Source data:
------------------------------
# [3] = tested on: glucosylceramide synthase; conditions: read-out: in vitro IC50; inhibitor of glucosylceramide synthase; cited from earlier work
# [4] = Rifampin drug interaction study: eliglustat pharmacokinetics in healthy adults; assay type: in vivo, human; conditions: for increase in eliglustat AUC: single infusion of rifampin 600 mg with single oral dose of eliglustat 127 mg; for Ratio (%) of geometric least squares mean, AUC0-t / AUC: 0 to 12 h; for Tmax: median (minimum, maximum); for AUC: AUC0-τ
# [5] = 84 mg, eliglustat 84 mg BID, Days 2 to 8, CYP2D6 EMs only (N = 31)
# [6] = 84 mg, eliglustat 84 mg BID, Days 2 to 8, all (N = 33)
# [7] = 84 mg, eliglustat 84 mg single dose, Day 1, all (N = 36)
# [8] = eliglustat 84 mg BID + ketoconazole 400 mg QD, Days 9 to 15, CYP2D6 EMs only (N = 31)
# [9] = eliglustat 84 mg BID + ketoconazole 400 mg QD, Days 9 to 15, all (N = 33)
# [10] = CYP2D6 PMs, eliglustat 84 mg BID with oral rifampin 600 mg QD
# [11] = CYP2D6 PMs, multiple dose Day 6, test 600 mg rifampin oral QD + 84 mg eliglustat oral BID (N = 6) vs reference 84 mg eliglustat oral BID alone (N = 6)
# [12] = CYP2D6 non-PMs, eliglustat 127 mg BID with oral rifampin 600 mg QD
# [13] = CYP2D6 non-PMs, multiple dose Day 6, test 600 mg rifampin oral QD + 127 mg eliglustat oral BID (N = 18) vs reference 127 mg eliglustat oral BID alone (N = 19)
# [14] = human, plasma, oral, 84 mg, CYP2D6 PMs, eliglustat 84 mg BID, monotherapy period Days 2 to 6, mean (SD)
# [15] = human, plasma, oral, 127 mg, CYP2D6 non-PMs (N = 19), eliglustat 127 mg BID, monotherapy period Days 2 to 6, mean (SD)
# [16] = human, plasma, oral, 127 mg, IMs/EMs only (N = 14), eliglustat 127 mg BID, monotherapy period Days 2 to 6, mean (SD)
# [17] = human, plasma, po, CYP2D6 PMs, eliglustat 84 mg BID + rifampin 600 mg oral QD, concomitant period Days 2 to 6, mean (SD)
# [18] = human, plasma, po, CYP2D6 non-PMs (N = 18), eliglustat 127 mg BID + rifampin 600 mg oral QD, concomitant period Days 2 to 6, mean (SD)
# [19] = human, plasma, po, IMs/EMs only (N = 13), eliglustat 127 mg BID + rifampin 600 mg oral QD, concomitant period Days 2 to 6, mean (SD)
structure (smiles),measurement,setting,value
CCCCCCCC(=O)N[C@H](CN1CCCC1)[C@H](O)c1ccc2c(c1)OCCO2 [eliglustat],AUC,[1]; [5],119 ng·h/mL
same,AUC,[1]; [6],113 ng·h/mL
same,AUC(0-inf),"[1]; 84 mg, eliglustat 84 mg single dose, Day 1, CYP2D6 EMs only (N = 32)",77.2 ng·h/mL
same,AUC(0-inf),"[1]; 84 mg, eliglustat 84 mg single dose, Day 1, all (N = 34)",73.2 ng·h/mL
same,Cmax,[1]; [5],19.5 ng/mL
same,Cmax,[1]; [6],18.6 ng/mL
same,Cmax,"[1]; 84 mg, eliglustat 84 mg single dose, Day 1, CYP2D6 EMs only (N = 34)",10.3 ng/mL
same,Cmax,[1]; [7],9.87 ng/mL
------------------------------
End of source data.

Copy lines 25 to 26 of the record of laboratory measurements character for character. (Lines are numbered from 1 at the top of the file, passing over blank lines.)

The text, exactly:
same,Cmax,"[1]; 84 mg, eliglustat 84 mg single dose, Day 1, CYP2D6 EMs only (N = 34)",10.3 ng/mL
same,Cmax,[1]; [7],9.87 ng/mL